Mirror Frame Pt. 1:  Design, Half-Laps, Assembly, & Curves
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Mirror Frame Pt. 1: Design, Half-Laps, Assembly, & Curves

September 23, 2019

– On today’s show we’re gonna
take a little time for some personal reflection as we build
this simple, elegant mirror. (groovy music) The design of our mirror frame
is pretty straightforward but let me show you a couple
of details I really like. First off, the side piece. It
goes all the way to the top. Now we’ve got that nice,
graceful curve in the top rail but it continues right on
through that side piece, through the end grain,
and gives it a nice, smooth, continuous look. If you look between each piece you’ll see there’s a
little V groove there. Now that V groove is
just a optional detail. If you don’t like it you
don’t have to put it there. But I think it gives the
piece a little bit more visual interest, it makes each
individual part of the frame pop a little bit more. And we’re gonna do a
finishing process later with a glaze that’s gonna
enhance that even more. The other thing is we’ve
got half-lap joints here. This particular design I think
really calls for half-laps. You can certainly do a
mortise and tenon joint if you wanted to, but
half-laps are pretty darn easy and they’re very strong. Certainly adequate for a frame like this. The wood itself here is a figured maple. We’re gonna do a staining process on it, and normally I don’t stain
my projects, especially for ones that are made
from really expensive wood. But this is going into my
bathroom, and it has to match the cabinets, or
at least come close to matching the cabinets
that are already there. So, stained it is. We’ve got a nice lacquer finish, I’ll show you how I applied that. And at this point we need to
go back in time a little bit, jump into the bathroom and
see if we can’t figure out the proper measurements using
the wall itself in the space so we know exactly what we’re
doing with the project parts. All right, so, let’s head to the bathroom. I never thought I’d say that on the show. So welcome to the Spagnuolo bathroom, and this is the wall where
the mirror needs to go. Previously the mirror that was there was one of those frameless mirrors, and it spanned from wall to wall. So what we want to do now
is make it a little bit more elegant by providing
a nice wooden frame that fits the space fairly well. So, the way I’m gonna do
this is using blue tape and a tape measure to mark the
locations, get the overall size, and figure out what the
size of parts will be. Blue tape is nice because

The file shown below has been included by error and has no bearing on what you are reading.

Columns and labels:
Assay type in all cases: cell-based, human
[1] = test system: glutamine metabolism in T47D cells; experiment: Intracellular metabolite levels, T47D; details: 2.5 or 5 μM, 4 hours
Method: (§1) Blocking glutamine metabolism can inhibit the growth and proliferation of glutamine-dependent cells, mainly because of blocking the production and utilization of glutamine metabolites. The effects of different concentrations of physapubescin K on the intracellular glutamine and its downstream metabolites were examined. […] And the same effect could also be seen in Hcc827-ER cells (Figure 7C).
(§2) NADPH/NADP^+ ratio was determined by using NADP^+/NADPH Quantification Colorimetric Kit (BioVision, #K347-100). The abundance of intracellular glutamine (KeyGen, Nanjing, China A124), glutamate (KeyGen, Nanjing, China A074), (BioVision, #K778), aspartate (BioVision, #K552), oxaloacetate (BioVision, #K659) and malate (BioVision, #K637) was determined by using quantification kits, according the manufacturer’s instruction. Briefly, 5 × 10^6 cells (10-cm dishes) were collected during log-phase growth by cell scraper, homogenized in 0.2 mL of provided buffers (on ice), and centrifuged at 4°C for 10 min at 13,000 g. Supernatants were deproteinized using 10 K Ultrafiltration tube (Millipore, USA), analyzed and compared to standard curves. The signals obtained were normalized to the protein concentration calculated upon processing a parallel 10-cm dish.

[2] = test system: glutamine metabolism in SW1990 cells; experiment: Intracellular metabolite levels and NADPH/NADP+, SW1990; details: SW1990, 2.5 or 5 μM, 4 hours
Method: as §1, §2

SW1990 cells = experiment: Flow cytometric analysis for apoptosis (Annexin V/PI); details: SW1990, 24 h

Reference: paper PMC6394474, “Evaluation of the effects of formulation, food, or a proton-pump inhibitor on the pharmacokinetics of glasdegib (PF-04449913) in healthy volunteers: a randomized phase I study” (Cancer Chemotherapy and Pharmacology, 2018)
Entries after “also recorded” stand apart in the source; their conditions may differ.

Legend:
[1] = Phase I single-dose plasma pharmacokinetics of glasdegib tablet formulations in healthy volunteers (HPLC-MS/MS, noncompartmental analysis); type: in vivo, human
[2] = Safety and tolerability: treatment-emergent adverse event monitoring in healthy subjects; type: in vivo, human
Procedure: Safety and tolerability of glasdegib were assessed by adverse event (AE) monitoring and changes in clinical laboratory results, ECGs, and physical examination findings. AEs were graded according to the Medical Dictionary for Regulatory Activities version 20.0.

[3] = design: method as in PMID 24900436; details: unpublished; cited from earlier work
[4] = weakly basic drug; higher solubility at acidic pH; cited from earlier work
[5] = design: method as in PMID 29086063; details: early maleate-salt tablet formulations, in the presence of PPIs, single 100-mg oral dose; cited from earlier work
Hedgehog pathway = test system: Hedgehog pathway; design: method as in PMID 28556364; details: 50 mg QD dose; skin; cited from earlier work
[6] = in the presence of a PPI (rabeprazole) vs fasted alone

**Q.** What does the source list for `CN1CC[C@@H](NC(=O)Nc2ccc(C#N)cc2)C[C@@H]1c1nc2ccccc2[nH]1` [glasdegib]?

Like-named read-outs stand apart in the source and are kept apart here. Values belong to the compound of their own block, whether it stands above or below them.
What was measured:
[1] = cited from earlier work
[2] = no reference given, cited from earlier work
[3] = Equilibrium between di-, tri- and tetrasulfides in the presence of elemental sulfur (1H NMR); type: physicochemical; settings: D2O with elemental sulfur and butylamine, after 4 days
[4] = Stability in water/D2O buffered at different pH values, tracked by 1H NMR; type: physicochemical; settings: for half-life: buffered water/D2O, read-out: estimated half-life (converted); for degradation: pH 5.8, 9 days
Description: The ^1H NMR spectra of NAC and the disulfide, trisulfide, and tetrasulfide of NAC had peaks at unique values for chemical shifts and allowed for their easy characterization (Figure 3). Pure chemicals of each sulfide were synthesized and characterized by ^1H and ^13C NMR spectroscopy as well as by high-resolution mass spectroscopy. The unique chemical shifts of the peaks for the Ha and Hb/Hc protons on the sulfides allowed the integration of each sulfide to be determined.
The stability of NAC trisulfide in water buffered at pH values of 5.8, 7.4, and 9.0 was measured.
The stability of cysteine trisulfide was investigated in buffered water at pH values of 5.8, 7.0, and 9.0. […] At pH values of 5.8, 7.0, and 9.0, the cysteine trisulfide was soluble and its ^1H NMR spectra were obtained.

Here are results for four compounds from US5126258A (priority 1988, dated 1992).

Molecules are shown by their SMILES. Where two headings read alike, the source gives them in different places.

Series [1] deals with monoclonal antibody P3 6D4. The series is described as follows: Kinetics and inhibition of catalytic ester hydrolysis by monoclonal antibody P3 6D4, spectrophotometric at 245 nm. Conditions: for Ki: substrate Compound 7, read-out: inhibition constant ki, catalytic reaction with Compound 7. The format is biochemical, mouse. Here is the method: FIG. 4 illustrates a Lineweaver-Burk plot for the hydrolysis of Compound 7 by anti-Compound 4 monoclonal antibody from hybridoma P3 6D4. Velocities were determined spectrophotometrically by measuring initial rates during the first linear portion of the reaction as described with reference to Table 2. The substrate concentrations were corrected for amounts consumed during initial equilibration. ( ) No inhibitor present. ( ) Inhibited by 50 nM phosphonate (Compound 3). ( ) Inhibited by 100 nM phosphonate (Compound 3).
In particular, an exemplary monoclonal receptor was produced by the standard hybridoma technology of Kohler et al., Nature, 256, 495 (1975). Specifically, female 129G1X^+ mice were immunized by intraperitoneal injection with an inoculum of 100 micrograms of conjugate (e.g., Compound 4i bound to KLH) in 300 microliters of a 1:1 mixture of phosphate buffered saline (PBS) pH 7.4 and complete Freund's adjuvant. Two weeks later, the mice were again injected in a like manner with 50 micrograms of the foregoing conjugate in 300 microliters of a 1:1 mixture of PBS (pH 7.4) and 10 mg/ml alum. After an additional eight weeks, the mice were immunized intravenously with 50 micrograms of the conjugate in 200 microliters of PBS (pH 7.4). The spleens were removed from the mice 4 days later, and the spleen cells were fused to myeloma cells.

you can put it on the wall and then rip it right off
and not affect the paint. I’m gonna try and keep in
mind the center line here and make sure that
everything is equally distant from that center point, but
I’m just gonna start putting pieces of tape in to represent
what I think looks good. (bright music) So as you can see there’s a
lot of back and forth there, and yes, we’re wasting some tape, but it’s certainly
cheaper than wasting wood. So as the layout is on the
wall we can kind of get a feel for if I’m hitting my target or not. I really just want something
that’s nicely balanced between the lights at the top and the
top of the surface down here. And I think I’ve hit that. So we can use what we have
here to take measurements, and if we’re close to a
whole number, let’s just use the whole number, we have
some wiggle room here. So, my bottom here, if
I take a look at that. It’s about four inches,
little less than four. And the side is three. And I’ll tell you what,
even though that’s at four I think I’d be perfectly
happy making that three so that it’s consistent,
and the bottom will be three inches wide, and the
side will be three inches wide. At the top remember we’ve got
this peak for the curve there so I’m thinking maybe at its
tallest point it would be four inches, and as it
tapers down, curves down we can bring it down to three inches, and whatever that curve happens
to be to connect those lines is whatever it is. Now for the actual mirror
dimensions we’ll just take a measurement and see how close
we are to a round number. I’ve got about 26 there,
which is pretty good. And here I’ve got about
30, 34 to the peak. We’ll just write all these numbers down and now we can head into the shop and actually start to draw this
out in a full size drawing. All I need now is my trusty
drywall square, a pencil, and a piece of quarter inch
plywood to do the drawing on. (bright music) I’m really pleased with
the way that this looks. It’s got a nice simple elegance to it. The proportions look good to my eye and I think it’s gonna look
really nice in the bathroom. Speaking of proportions, a
lot of time when you design a piece like this you
should be thinking about either whole number proportions,
or the golden ratio, if you’ve heard of that, to help you decide on
your relative lengths. In this case I’m kind of abandoning that because I want this to fit
in a very specific location for a very specific purpose. So if I don’t have some
theoretical standard achieved with this piece,